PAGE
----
So I guess we'll just start with a recap of where we're at currently. Today that we're recording is Thursday. I'm looking at the calendar, the 24th. So, as for us here in the States, it was overnight, at least that I saw notifications, that the invasion was underway. So as of this recording, that has happened. Russia has invaded different parts of Ukraine, then it was the meeting of world leaders which I guess is probably still occurring. We just saw some headlines, there's more sanctions that are going to be coming on Russia but those details have not yet made it to our eyes and ears. I'm sure there will be a lot of back and forth over the coming days and weeks, and as most people are probably seeing, again, not just limited to today in real time but I'm sure over the next days, weeks, months, whatever this turns into, the length of this market uncertainty, volatility is ratcheted up a notch. Which already felt like through the first seven or eight weeks of the year, there was certainly much more volatility than we've experienced the last few years. Now you throw this powder keg on top of it and it certainly feels like a pretty big market moving event in the short term.
Benjamin Haas 03:06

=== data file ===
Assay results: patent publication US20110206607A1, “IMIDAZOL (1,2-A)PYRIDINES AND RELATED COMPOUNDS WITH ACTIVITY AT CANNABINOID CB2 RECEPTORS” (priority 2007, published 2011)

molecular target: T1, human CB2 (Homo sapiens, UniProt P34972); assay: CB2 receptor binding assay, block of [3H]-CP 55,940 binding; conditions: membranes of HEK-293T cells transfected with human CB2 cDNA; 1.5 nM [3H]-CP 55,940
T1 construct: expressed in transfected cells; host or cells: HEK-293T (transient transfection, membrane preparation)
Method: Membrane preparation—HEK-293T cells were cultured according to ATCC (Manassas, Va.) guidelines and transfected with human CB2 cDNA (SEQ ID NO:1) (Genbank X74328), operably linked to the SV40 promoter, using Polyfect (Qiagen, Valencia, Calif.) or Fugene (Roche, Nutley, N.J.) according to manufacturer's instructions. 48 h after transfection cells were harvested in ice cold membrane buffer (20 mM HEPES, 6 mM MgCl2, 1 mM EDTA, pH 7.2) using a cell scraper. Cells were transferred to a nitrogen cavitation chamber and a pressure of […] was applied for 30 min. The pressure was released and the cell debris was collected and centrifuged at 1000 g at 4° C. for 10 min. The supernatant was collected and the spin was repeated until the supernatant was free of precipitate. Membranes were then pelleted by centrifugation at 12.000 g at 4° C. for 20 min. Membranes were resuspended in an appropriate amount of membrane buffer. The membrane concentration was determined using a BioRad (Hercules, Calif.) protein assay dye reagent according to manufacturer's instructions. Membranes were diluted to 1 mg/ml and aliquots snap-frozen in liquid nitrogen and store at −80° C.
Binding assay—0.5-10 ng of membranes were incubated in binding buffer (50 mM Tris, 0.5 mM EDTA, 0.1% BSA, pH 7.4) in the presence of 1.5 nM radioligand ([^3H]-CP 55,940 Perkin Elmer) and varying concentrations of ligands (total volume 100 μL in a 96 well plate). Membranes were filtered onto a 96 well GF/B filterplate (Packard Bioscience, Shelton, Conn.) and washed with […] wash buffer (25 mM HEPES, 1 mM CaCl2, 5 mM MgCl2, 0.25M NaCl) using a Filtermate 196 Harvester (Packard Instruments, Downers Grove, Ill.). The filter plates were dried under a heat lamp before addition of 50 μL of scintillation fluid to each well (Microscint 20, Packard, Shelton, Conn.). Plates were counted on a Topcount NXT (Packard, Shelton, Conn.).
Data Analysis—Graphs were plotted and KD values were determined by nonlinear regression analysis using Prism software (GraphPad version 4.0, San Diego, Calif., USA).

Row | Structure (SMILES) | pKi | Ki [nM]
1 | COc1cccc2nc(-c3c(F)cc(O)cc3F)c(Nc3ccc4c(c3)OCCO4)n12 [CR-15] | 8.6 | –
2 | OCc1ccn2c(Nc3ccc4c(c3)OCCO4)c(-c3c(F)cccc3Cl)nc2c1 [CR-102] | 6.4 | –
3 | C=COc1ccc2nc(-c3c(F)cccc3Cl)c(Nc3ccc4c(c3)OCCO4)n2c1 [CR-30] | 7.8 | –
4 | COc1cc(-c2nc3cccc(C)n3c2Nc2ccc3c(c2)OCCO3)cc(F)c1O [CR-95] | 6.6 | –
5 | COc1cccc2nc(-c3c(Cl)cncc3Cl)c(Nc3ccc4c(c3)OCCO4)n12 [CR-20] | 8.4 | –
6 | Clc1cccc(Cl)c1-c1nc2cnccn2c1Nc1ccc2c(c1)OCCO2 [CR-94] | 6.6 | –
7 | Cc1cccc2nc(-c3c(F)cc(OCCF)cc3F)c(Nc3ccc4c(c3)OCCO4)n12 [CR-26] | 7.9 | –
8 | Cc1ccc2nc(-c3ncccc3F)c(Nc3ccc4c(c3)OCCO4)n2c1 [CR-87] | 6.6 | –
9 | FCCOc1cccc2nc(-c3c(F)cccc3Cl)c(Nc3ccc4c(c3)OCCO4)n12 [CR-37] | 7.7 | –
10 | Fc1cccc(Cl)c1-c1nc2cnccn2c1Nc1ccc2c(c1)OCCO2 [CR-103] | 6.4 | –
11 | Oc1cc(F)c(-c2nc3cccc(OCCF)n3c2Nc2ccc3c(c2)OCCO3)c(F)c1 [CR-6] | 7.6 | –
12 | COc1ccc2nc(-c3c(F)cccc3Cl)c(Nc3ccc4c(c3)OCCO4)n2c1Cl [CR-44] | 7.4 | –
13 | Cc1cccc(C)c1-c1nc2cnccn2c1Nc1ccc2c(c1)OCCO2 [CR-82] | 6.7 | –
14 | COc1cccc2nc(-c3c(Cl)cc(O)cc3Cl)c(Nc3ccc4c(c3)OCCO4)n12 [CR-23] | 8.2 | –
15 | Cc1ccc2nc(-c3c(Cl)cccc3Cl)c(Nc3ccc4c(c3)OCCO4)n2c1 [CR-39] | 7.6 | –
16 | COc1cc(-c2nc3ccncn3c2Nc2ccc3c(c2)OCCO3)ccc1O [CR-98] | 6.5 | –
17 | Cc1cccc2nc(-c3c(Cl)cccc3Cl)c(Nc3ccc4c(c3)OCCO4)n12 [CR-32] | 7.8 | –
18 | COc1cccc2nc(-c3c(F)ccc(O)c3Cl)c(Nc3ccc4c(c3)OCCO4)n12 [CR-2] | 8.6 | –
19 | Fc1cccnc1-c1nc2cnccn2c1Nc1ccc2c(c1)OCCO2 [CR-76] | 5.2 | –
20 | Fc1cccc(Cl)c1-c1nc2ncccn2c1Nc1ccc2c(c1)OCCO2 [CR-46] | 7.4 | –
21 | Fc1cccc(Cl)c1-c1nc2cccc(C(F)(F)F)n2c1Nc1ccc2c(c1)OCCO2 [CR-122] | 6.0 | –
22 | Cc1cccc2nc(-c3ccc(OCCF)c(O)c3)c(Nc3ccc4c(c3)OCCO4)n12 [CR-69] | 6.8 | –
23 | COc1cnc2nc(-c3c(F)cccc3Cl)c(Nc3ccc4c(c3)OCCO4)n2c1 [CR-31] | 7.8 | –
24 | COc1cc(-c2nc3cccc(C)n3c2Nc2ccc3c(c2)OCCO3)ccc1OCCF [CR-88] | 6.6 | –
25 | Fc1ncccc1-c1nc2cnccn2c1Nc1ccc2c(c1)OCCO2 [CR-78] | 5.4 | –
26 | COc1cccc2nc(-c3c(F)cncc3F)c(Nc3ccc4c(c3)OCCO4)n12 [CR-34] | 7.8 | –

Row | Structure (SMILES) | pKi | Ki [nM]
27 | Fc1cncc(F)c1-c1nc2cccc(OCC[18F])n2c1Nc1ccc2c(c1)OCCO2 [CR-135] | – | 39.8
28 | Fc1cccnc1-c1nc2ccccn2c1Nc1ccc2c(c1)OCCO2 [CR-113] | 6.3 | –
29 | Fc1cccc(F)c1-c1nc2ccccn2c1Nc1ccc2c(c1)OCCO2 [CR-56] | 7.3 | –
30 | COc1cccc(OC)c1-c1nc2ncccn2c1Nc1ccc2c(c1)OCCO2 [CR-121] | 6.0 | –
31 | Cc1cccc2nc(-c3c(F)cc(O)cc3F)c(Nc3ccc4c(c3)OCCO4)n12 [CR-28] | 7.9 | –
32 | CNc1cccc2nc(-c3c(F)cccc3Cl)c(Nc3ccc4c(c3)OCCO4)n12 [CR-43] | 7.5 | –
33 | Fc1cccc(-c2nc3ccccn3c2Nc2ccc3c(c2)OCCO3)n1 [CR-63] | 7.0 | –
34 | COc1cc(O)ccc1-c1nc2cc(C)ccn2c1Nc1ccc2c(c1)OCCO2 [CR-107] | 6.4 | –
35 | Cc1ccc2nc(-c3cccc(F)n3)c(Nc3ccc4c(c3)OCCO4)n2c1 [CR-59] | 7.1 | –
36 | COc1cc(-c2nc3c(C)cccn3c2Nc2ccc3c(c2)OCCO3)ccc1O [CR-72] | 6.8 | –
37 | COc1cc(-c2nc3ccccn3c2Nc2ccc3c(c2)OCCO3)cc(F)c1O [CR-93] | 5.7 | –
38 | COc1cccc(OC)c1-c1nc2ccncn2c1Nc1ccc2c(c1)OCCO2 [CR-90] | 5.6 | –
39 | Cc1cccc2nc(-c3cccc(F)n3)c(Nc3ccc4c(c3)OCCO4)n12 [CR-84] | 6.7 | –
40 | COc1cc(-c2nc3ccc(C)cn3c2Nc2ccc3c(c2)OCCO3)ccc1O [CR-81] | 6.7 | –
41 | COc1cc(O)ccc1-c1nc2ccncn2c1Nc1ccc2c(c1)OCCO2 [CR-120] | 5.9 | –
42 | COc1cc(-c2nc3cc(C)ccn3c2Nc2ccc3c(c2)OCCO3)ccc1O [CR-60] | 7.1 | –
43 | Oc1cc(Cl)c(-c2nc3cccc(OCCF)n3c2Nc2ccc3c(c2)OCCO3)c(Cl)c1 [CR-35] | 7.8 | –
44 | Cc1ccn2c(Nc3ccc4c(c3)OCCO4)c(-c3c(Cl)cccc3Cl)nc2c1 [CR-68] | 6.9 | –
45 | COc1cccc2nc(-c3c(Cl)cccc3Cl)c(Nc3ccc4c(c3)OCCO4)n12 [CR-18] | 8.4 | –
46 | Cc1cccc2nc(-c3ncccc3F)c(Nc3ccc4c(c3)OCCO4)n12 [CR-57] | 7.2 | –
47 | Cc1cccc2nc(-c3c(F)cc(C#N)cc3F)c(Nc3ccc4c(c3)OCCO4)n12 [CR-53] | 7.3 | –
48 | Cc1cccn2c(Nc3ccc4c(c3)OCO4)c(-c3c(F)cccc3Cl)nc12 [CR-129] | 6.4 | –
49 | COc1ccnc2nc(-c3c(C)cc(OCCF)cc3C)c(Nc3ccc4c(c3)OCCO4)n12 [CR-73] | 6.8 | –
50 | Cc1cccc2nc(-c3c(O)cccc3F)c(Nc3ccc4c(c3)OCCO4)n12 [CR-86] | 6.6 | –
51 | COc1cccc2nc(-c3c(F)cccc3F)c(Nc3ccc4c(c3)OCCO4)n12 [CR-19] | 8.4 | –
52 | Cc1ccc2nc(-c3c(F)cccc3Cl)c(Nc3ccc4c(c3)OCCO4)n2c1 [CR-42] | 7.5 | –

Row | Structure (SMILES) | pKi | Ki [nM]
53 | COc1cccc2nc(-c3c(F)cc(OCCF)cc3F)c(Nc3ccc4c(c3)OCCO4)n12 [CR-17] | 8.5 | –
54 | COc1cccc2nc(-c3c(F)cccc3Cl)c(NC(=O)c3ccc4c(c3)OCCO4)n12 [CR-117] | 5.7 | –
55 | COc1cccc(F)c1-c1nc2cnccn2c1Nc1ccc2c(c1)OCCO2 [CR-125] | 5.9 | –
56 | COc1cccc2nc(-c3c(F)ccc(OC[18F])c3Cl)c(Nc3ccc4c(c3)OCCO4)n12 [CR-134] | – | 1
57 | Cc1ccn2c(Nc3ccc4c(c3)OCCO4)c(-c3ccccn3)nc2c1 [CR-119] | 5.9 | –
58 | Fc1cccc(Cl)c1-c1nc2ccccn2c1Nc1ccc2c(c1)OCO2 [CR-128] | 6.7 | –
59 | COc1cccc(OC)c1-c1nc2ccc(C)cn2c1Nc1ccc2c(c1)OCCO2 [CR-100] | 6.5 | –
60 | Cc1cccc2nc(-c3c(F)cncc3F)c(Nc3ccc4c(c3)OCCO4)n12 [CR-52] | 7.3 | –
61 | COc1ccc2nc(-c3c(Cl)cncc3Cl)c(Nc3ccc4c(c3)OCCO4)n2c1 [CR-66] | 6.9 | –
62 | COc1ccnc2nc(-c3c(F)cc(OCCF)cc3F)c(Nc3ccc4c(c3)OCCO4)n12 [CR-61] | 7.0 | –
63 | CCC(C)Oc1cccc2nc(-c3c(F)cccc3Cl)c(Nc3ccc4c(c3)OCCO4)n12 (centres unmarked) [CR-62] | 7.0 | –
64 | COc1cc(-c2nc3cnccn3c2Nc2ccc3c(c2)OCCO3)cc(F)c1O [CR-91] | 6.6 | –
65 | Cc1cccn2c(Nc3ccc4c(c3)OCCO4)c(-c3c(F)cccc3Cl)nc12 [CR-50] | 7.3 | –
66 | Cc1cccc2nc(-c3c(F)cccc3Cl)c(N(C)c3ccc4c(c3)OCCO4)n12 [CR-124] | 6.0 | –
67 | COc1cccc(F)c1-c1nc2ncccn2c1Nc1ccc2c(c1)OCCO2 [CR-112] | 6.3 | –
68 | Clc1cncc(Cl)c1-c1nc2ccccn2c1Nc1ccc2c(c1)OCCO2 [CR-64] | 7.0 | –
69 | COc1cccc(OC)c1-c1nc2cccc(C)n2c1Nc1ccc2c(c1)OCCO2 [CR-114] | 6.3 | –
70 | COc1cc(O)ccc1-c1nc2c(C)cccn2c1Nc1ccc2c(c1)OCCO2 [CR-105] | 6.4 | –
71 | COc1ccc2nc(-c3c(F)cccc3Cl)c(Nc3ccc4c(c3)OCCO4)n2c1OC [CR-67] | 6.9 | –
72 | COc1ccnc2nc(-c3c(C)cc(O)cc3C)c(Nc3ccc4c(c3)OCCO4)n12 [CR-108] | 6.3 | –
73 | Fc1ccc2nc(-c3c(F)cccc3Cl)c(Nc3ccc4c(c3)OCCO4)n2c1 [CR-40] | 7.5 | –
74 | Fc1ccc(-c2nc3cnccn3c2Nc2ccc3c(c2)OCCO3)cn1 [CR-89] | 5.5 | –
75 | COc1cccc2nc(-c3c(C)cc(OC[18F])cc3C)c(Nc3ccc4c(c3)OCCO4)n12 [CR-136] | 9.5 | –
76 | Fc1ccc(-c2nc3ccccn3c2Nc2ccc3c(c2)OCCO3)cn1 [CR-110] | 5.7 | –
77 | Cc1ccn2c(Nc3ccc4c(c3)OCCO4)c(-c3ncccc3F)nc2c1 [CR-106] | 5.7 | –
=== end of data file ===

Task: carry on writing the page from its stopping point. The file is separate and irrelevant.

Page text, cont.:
Yeah, so broadly, I think our job now is to start to digest some of that for our clients and when questions come in, be able to speak directly to what do we think this means? And that's always going to be the question so I think for us today, you and I are both trying to be very well read on this. We probably have to give some historical context because I know that's how we choose to invest with our clients through that lens. We can certainly talk about some more shorter-term things that we think may happen but always with an eye to the future then on. Okay, what's the moral of the story? What do we want people to take away from this podcast? Because, look, this is a hard one. When we're talking about human lives, it's very different than us talking about inflation and things that feel now, so trivial to a really big geopolitical event. But let's lean on history a little bit here. I know that we can talk a little bit to prior wars, military events, let's just categorize them as market moving things because I know we've learned a lot from those in the last 80-90 years of data we can kind of draw from.